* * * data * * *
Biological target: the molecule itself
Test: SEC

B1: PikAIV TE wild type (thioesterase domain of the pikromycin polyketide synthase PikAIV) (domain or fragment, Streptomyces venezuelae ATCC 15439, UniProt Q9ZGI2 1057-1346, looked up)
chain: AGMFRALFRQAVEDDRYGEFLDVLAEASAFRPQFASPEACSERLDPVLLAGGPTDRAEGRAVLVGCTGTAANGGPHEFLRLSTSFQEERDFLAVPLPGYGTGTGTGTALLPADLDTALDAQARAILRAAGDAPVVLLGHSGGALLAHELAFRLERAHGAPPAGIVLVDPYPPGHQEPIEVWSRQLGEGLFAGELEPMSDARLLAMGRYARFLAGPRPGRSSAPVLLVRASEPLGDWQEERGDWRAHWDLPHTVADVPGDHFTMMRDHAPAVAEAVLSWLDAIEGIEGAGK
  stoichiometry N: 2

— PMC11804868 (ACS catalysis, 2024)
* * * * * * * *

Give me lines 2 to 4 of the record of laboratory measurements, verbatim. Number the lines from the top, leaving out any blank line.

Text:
Test: SEC

B1: PikAIV TE wild type (thioesterase domain of the pikromycin polyketide synthase PikAIV) (domain or fragment, Streptomyces venezuelae ATCC 15439, UniProt Q9ZGI2 1057-1346, looked up)
chain: AGMFRALFRQAVEDDRYGEFLDVLAEASAFRPQFASPEACSERLDPVLLAGGPTDRAEGRAVLVGCTGTAANGGPHEFLRLSTSFQEERDFLAVPLPGYGTGTGTGTALLPADLDTALDAQARAILRAAGDAPVVLLGHSGGALLAHELAFRLERAHGAPPAGIVLVDPYPPGHQEPIEVWSRQLGEGLFAGELEPMSDARLLAMGRYARFLAGPRPGRSSAPVLLVRASEPLGDWQEERGDWRAHWDLPHTVADVPGDHFTMMRDHAPAVAEAVLSWLDAIEGIEGAGK